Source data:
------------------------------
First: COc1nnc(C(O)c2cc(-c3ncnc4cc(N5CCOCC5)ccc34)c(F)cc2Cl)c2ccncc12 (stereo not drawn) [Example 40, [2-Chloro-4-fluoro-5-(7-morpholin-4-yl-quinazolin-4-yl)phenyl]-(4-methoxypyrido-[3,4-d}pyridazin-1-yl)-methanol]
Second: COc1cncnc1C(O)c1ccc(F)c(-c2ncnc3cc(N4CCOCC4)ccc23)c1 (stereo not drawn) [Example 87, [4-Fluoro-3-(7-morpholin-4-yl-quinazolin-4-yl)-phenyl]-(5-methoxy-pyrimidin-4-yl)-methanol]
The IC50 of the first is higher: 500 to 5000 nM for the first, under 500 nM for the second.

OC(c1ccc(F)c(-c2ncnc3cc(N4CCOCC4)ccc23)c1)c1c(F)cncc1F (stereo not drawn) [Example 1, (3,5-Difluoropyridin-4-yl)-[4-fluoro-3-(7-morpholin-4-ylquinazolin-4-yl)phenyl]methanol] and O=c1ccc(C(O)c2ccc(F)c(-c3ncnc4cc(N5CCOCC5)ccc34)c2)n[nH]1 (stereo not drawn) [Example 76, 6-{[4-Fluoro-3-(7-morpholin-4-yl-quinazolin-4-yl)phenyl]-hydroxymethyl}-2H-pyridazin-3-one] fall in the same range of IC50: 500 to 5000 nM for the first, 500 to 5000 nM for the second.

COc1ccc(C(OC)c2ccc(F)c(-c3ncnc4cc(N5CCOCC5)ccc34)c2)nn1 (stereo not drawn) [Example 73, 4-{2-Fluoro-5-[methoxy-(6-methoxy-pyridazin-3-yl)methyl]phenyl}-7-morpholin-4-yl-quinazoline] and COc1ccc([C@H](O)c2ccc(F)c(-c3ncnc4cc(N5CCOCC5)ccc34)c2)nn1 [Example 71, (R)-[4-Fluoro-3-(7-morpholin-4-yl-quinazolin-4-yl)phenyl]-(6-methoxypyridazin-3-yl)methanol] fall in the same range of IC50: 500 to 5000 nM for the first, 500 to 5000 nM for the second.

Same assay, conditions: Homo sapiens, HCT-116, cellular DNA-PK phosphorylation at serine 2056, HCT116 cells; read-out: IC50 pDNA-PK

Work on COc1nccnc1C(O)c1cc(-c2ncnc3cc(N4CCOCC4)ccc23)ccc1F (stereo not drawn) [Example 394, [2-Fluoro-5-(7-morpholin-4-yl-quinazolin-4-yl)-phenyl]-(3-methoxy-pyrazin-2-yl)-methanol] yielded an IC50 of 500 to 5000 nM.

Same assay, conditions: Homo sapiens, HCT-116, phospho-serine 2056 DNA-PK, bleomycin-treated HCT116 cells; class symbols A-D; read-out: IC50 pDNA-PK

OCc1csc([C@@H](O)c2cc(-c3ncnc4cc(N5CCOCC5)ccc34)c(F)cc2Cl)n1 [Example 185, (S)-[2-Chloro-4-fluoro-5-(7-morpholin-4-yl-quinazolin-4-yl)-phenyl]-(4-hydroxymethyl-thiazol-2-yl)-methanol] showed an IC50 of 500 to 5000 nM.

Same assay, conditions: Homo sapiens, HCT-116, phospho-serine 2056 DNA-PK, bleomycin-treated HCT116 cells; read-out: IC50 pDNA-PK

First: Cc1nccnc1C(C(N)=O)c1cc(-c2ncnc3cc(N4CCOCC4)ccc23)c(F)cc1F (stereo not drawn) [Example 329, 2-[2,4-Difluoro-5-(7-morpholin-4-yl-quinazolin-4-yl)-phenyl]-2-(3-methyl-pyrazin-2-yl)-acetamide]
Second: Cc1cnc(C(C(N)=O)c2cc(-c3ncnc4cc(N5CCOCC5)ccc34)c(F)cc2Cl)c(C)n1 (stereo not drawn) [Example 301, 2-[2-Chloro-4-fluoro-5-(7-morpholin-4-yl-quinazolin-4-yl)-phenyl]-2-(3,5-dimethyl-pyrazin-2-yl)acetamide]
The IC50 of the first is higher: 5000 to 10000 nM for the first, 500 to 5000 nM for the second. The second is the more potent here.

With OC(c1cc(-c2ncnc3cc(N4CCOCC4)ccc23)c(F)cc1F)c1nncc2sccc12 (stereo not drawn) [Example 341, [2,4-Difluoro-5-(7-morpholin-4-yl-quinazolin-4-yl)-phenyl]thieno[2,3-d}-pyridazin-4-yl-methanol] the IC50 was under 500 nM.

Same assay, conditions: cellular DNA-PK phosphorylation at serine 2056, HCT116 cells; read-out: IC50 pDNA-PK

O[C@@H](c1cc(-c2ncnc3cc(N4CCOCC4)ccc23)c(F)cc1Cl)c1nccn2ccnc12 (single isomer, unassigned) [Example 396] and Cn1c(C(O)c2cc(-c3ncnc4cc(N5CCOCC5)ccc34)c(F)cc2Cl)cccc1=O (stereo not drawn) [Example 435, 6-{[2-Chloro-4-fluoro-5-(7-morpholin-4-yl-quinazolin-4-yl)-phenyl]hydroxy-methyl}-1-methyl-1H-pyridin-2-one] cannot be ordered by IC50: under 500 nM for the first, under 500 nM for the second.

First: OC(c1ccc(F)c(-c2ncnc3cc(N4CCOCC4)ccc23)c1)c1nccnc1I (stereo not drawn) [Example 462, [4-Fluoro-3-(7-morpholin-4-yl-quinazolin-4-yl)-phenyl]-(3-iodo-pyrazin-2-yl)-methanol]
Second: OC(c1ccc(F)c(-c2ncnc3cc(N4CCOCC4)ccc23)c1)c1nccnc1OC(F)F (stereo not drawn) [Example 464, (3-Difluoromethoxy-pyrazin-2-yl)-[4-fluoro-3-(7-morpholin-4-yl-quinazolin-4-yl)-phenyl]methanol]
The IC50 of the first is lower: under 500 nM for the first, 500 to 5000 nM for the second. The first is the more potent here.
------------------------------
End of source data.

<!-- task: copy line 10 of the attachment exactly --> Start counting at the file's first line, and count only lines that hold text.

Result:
Same assay, conditions: Homo sapiens, HCT-116, phospho-serine 2056 DNA-PK, bleomycin-treated HCT116 cells; read-out: IC50 pDNA-PK